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Thursday, February 23, 2012

10 Nursing Diagnosis for Anemia

Nursing Diagnosis for Anemia

Anemia is a decrease in number of red blood cells (RBCs) or less than the normal quantity of hemoglobin in the blood. However, it can include decreased oxygen-binding ability of each hemoglobin molecule due to deformity or lack in numerical development as in some other types of hemoglobin deficiency.

Causes of Anemia
Except for the acute form, anemia is a result of systemic toxemia and acidosis-a condition of poisons, toxins and accumulated waste products floating in the blood - and lymph-streams, and of enervation or lowered nerve-tone. There is either an accumulation of these injurious substances due to failure of eliminative organs to handle a normal amount of such products, or they are produced in such considerable quantities that even normal organs, eliminating a normal amount or more than a normal amount of eliminations can not remove them rapidly enough. They have the effect of poisoning the organs that make the blood cells, which produce a deficient amount of blood cells or altered blood cells.
The signs and symptoms of this disease are:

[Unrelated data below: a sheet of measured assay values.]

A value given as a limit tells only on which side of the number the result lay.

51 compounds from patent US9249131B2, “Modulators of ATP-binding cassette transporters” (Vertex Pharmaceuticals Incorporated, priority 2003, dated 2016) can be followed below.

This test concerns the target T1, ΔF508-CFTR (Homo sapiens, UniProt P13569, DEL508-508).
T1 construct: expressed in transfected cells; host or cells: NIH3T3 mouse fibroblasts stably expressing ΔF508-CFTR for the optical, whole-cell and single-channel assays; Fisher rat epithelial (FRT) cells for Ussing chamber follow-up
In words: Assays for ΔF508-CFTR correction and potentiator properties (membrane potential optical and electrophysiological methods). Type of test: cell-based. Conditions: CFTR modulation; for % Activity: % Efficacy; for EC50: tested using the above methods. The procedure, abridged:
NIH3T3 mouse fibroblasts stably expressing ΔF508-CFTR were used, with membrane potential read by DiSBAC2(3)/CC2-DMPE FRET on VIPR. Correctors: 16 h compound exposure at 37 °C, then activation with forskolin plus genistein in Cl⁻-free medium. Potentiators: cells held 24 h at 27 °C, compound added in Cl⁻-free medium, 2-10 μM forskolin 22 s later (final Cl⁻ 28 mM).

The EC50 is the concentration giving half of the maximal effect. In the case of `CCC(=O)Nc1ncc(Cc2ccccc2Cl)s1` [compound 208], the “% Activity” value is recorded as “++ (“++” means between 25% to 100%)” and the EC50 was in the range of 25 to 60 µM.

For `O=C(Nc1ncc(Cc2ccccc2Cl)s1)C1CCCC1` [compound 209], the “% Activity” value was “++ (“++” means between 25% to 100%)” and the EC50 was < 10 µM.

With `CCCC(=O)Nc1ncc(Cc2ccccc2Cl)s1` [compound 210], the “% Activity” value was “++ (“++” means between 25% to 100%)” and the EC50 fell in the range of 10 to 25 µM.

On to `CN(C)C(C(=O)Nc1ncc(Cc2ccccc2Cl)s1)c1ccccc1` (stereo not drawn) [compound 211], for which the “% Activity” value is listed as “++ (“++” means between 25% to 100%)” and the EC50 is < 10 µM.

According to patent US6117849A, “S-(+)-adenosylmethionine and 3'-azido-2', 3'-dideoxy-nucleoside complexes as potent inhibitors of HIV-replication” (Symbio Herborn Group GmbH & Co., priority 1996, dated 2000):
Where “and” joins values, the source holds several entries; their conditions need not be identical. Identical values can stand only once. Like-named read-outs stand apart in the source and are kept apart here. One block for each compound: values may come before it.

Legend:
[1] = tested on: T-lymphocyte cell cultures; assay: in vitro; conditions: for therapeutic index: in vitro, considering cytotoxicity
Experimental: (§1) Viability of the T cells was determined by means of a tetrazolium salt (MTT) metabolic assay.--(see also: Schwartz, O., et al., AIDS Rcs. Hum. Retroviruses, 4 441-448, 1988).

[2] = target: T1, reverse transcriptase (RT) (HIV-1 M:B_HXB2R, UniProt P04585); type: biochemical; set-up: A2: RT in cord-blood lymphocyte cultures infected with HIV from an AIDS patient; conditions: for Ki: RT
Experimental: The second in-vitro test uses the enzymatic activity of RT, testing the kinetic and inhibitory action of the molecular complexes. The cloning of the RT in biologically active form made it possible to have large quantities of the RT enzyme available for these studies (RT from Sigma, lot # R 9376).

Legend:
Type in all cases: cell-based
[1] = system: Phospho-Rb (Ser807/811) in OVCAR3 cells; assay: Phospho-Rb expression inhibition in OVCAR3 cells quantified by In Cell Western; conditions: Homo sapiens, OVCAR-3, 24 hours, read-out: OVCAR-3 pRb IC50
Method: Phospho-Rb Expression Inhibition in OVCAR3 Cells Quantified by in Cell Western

1. Paleness
2. Headache
3. Irritability
Symptoms of more severe iron deficiency anaemia include:
1. Dyspnea
2. Rapid heartbeat
3. Brittle hair and nails

Clinical Manifestations of Anemia

Clinical symptoms that appear to reflect impaired function of the various systems in the body including decreased physical performance, neurological (nerve) which is manifested in changes in behavior, anorexia (loss emaciated), and abnormal cognitive development in children. Growth abnormalities often occur, epithelial dysfunction, and reduced gastric acidity.

Anemia can cause fatigue, weakness, lack of energy and the head was floating. If the anemia gets worse, can lead to stroke or heart attack (Sjaifoellah, 1998).

Here is  11 Nursing Diagnosis for Anemia - Nursing Care Plan for Anemia

  1. Activity Intolerance
  2. Impaired oral mucous membrane
  3. Imbalanced Nutrition: Less than Body Requirements
  4. Constipation/Diarrhea
  5. Risk for Infection
  6. Risk for deficient fluid volume
  7. Deficient Knowledge regarding condition, prognosis, treatment, self-care, prevention of crisis, and discharge needs,
  8. Fatigue
  9. Fear
  10. Ineffective coping

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